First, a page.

Since just the mere act of recollecting the events that comprise “Post-Grad” is enough to set my not-inconsiderable gorge to full-out rise, I will be brief in lodging my objections to the film. The first major problem is the inescapable fact that Ryden--and let me just point out once again how goddamn annoying that name is--is one of the least interesting characters to appear on a movie screen in a while. She is a whiny, self-absorbed, personality-free drip from start to finish and the only thing worse than that is the film’s dogged insistence that we are supposed to somehow find her winsome and charming despite these minor character flaws--how are we supposed to root for her to somehow overcome her problems and realize her dreams when her mere presence inspires the kind of reaction normally associated with fingernails on the blackboard. (Bledel doesn’t help matters much with her sing-song voice and the complete lack of big-screen charisma that she demonstrates here.) Perhaps recognizing that her main character’s personal and professional plights were somewhat less than compelling, first-time screenwriter Kelly Fremon has tried to pad things out by adding in any number of strange subplots and diversions--Adam’s conflict with his father (J,K. Simmons), Walter’s bizarre get-rich-quick scheme involving stolen belt buckles that lands him in jail, Grandma’s obsession with buying a coffin for her not-so-impending demise and the little brother’s strange obsession with entering a local soap-box derby that, despite his pleas that all the neighborhood kids are doing it, can only cough up maybe four competitors when we finally see it--but they are just as pointless, unfunny and unnecessary as the main storyline. Along the same lines, perhaps realizing that Bledel, lovely though she may be, doesn’t possess enough personality to carry a movie on her own, director Vicky Jenson (making her live-action debut after co-helming the likes of “Shrek” and “Shark Tale”) has recruited a strong supporting cast and then pretty much squanders their talents on sub-sitcom material. For example, I am as big of a fan of Michael Keaton as anyone and I wish that he would make the big-screen comeback that he so completely deserves. That said, if there is one thing that I don’t want to see a performer as quick and electric as him doing in a movie (besides transforming into an anthropomorphic snowman, of course) is playing a doofy dad indulging in lame-ass hi-jinks involving stolen belt buckles and dead cats--isn’t that the reason that we are still keeping Chevy Chase around?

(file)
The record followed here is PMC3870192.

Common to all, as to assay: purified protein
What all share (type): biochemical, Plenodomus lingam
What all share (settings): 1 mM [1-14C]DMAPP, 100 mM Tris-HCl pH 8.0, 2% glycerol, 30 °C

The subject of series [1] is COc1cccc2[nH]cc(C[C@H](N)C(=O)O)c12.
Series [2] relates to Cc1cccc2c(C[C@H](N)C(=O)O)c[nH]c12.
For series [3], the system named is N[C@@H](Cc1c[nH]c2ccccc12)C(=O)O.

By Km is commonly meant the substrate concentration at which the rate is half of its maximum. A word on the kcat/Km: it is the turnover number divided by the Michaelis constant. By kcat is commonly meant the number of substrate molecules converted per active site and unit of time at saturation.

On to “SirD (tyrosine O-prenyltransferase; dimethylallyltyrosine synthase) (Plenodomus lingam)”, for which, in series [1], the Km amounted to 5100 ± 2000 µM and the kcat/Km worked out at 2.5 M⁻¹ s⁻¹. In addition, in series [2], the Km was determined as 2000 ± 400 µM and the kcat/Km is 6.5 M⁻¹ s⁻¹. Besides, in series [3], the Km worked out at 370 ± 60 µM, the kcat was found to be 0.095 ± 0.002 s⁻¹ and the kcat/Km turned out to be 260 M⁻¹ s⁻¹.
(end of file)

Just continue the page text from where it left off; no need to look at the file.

That said, the worst thing about “Post-Grad” is the way that it wraps itself up and to fully explore that element, I fear that I will have to give away the ending, not that I can imagine that anyone particularly cares at this point. As it turns out, Ryden winds up landing her dream publishing job after all when it turns out that the girl who originally snared it--her arch-rival since grade school--was fired for spending more time trying to forward her own career than serving as a meek and acquiescent assistant. However, Ryden is all bummed out because the faux-Ethan Hawke guy decided to go to law school in New York even after she made the profound gesture of apologizing to him via a “borrowed” ice cream truck. (Please don’t ask.) And since we all know that a woman’s life cannot be complete unless she has herself a fella, Ryden impulsively quits the job that she has been striving for her entire life and moves to New York with no job and no prospects just so that she can be the dope’s girlfriend. On its own, this conclusion is absolutely ridiculous and strangely dated--if it didn’t work when Diana Ross tried it in “Mahogany” 35 years ago, what hope does it have of working now--but when you consider that the target audience for this film, at least the non-pervy one, is teenage girls, the notion of putting forth a film in which the implicit message is that women who are interested in careers are either monsters or fools in need of a man to set them straight is borderline offensive. On its surface, “Post-Grad” may seem to have some kind of go-girl spirit but at its core, it has all the depth of a Virginia Slims and is even worse for you in the end.

link directly to this review at https://www.hollywoodbitchslap.com/review.php?movie=18139&reviewer=389
originally posted: 08/23/09 00:44:55
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  21-Aug-2009 (PG-13)
  DVD: 12-Jan-2010


  DVD: 12-Jan-2010